And, I really like it. Oat bran is prepared the same way as oatmeal and tastes exactly the same as it’s breakfast-food brethren (i.e., it tastes kind of like nothing—oat bran is one of those “choose your own adventure/flavor” type of foods), but the texture is different and that’s what I’m really enjoying about it: Oat bran is chewier than oatmeal, and has smaller grains. It’s almost like eating quinoa or rice.

Anyway, here’s my evening snack of oat bran with milk and cinnamon/sugar:

… OK, this is a terrible picture and gives you no idea of the size/texture of oat bran. Just go look at Tina’s blog, she has a camera and photography skills.

ANYWAY, as and added bonus, a serving of oat bran has 30 fewer calories, two more grams of protein and two more grams of fiber than a serving of oatmeal that is the same size. Not a huge difference, but it adds up, ja? Also, I personally picked up the Hodgson’s Mill variety of oat bran, but I’m sure there are other tasty brans out there.

Ugh, weigh-in day tomorrow, and I really have my hopes up, which makes it worse; I’m really pulling for a number in my 120s, but we’ll see! I should really be focusing on non-scale victories, though, like not bingeing, rather than letting myself get wrapped up in a number. But, I just want to be DONE.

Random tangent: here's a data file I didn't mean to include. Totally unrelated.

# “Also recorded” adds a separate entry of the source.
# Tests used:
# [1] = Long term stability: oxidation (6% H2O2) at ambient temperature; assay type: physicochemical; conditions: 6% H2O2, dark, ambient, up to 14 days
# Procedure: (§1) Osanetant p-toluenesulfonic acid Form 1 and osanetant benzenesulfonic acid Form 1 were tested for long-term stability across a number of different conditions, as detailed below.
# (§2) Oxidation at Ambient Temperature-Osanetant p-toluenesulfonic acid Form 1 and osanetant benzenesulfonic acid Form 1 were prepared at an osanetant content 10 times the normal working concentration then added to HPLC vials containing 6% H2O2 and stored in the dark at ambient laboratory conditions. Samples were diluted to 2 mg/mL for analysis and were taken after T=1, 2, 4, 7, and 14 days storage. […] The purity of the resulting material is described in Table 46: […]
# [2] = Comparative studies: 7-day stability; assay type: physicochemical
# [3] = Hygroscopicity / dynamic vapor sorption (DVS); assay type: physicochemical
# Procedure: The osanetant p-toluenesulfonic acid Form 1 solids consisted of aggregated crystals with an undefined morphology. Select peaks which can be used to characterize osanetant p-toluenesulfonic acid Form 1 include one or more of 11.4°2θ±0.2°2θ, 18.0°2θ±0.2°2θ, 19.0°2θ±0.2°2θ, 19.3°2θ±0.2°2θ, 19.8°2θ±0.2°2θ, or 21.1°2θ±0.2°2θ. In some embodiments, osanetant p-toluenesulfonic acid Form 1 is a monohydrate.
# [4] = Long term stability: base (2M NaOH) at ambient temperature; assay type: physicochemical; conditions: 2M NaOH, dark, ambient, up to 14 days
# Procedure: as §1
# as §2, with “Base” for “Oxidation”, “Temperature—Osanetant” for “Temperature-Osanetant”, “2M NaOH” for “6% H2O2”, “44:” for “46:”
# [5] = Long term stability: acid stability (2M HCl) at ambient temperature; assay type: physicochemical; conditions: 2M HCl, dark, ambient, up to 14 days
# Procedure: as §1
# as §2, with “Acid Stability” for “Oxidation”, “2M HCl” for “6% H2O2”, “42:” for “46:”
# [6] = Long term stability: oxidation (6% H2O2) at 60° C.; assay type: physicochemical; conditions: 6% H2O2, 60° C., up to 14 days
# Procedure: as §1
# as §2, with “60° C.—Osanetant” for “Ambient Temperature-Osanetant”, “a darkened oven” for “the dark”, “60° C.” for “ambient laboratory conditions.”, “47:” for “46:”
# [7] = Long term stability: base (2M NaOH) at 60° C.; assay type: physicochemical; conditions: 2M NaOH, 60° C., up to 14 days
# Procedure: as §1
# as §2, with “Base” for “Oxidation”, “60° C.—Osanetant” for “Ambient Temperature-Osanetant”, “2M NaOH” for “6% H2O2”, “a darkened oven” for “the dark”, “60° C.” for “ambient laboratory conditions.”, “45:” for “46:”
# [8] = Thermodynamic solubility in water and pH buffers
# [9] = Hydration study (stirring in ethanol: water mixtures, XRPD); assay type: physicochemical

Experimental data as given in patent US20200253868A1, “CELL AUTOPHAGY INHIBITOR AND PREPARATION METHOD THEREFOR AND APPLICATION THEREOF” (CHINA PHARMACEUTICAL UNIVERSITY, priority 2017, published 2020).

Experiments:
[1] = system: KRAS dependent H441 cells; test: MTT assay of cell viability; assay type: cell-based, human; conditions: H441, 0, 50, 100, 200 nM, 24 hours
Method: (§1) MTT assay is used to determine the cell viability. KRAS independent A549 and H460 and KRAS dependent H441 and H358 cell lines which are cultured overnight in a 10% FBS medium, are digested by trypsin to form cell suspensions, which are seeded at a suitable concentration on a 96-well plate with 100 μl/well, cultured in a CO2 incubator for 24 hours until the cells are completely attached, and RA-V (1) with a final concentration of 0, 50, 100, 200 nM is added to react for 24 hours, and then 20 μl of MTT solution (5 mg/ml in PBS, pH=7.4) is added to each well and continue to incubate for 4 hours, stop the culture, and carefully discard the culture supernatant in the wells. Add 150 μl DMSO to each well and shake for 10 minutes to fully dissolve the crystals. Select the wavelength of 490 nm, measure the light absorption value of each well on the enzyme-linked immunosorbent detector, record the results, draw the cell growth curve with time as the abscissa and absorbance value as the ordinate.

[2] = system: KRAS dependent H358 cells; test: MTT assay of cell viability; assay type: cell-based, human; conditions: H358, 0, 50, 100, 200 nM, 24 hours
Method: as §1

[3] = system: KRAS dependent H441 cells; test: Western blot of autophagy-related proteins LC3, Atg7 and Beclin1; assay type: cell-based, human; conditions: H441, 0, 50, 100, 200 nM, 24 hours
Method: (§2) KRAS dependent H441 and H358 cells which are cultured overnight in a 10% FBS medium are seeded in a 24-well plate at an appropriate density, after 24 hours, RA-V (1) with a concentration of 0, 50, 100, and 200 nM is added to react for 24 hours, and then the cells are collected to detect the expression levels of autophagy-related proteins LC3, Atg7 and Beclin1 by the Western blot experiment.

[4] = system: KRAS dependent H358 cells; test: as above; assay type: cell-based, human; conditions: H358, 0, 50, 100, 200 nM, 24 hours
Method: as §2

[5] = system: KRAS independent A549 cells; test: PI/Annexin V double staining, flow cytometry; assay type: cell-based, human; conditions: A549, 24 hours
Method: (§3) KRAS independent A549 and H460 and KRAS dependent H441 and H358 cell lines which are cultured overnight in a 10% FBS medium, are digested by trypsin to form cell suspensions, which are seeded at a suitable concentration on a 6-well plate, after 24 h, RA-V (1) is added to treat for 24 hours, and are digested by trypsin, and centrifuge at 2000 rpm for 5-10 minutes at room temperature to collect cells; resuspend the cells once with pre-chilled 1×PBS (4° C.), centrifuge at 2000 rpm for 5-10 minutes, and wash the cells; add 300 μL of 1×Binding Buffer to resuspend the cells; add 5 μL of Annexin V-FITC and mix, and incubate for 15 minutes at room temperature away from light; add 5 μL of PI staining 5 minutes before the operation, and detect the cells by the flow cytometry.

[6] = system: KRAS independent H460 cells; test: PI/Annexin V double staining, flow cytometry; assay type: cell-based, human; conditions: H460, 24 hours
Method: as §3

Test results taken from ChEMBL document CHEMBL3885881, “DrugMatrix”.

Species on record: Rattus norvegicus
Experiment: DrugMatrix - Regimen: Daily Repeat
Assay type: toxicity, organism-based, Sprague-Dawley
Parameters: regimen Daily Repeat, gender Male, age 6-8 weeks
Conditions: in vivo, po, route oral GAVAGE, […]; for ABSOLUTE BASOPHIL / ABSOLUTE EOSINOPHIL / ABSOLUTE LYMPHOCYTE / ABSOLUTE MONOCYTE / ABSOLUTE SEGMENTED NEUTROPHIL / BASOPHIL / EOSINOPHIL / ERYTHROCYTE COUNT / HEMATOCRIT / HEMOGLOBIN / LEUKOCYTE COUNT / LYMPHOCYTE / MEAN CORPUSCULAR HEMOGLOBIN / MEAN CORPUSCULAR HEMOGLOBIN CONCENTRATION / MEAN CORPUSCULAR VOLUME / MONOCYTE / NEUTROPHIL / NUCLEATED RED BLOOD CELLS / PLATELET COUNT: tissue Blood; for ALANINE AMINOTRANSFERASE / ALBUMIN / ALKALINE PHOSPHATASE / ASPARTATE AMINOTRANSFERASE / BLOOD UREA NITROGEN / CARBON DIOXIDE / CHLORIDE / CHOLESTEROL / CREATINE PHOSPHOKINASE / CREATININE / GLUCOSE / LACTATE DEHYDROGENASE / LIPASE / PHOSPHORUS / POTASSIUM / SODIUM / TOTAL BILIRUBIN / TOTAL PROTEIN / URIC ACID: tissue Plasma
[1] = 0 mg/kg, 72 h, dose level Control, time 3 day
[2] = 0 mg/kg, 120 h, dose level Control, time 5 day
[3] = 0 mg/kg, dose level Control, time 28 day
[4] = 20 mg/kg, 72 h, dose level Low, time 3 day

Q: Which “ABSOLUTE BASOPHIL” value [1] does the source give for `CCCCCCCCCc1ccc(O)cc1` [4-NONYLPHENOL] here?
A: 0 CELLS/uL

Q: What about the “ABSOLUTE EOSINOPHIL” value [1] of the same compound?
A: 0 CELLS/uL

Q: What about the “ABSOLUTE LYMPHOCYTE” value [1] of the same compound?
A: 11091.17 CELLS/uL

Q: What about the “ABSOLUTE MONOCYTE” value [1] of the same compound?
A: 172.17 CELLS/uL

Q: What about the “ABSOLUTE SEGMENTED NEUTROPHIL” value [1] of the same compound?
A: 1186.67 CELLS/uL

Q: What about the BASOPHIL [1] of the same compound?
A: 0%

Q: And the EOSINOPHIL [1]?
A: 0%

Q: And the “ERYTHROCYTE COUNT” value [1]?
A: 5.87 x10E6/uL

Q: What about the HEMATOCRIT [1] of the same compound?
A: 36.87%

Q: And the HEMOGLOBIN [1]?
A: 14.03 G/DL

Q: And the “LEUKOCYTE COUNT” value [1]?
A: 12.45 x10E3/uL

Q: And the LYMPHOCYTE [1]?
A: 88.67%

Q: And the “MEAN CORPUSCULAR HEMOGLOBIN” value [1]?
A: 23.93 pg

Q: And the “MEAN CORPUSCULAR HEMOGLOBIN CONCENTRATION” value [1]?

History Repeats

Ugh, I had another splurge last night, and I’m not that proud of this one; I was doing great all day, eating intuitively and the whatnot, when after dinner (which I waited until I was hungry to eat, around 7:30 p.m.) I was struck by the worst craving for something sweet. Well, I indulged it, and this would have been fine had I stopped with the one indulgence, but in addition to my ice cream/warm delight combo I also downed 3 Reese’s sticks and 8 Newman-O’s (which are very tasty, by the way). Granted, after I tallied up the damage I found it wasn’t as bad as last week’s splurge and I can still meet my goal of an 1,850 calorie average for the week, but only if I eat approximately 1,550 calories per day the rest of the week. Now, I would have much rather have had those calories I spent tonight spread out over the week—particularly since I was doing so well eating intuitively—but I just got into such a frenzy. And, I really have no idea why such an intense need to feed came over me all of a sudden. Alas. Now, I’ll have to count calories, because I really don’t want to see another gain this week.

I’m hoping the gains I’ve seen thus far while maintaining are just my metabolism readjusting to more calories (I have to remember that I’ve more or less only been eating 1,600 calories per day for the past year, and then some) and that soon maybe it’ll pick up.